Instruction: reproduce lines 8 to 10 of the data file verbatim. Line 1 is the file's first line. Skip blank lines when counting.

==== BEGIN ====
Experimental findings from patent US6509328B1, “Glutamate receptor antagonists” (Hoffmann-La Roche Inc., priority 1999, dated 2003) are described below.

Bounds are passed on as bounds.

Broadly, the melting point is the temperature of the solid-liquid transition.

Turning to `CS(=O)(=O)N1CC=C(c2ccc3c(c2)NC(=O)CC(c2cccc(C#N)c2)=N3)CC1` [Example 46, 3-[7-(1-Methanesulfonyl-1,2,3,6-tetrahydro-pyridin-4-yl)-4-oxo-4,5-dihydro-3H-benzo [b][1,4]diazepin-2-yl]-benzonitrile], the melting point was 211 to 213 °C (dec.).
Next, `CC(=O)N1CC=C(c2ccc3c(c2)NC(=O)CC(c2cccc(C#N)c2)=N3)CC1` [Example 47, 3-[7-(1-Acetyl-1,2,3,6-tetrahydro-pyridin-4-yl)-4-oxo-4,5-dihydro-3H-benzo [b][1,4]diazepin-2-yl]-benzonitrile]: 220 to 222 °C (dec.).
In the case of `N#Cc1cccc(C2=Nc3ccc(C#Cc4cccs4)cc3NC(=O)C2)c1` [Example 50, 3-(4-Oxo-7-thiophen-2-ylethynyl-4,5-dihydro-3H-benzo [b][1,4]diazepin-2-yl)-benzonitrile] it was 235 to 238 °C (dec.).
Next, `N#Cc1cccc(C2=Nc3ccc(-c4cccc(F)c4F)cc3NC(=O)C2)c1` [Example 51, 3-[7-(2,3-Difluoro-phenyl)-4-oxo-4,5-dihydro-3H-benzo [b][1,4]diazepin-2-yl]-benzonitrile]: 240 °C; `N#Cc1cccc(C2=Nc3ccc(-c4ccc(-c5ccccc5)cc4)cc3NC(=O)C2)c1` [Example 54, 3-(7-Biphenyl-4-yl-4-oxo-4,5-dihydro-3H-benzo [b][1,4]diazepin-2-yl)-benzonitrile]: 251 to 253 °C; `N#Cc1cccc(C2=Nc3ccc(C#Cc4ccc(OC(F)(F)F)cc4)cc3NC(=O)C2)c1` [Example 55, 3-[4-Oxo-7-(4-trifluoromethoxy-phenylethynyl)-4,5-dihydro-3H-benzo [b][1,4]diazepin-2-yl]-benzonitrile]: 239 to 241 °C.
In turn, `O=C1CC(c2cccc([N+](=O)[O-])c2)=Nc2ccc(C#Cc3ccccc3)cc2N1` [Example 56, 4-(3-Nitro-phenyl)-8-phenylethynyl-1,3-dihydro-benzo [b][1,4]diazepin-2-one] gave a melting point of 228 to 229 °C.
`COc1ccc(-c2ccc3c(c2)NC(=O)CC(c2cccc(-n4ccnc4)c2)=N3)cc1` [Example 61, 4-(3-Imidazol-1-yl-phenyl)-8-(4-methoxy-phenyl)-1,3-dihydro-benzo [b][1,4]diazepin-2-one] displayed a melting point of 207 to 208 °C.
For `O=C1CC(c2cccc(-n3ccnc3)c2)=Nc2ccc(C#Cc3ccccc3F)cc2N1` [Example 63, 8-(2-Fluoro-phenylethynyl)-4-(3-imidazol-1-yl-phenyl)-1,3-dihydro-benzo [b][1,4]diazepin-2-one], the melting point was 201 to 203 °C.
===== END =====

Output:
In turn, `O=C1CC(c2cccc([N+](=O)[O-])c2)=Nc2ccc(C#Cc3ccccc3)cc2N1` [Example 56, 4-(3-Nitro-phenyl)-8-phenylethynyl-1,3-dihydro-benzo [b][1,4]diazepin-2-one] gave a melting point of 228 to 229 °C.
`COc1ccc(-c2ccc3c(c2)NC(=O)CC(c2cccc(-n4ccnc4)c2)=N3)cc1` [Example 61, 4-(3-Imidazol-1-yl-phenyl)-8-(4-methoxy-phenyl)-1,3-dihydro-benzo [b][1,4]diazepin-2-one] displayed a melting point of 207 to 208 °C.
For `O=C1CC(c2cccc(-n3ccnc3)c2)=Nc2ccc(C#Cc3ccccc3F)cc2N1` [Example 63, 8-(2-Fluoro-phenylethynyl)-4-(3-imidazol-1-yl-phenyl)-1,3-dihydro-benzo [b][1,4]diazepin-2-one], the melting point was 201 to 203 °C.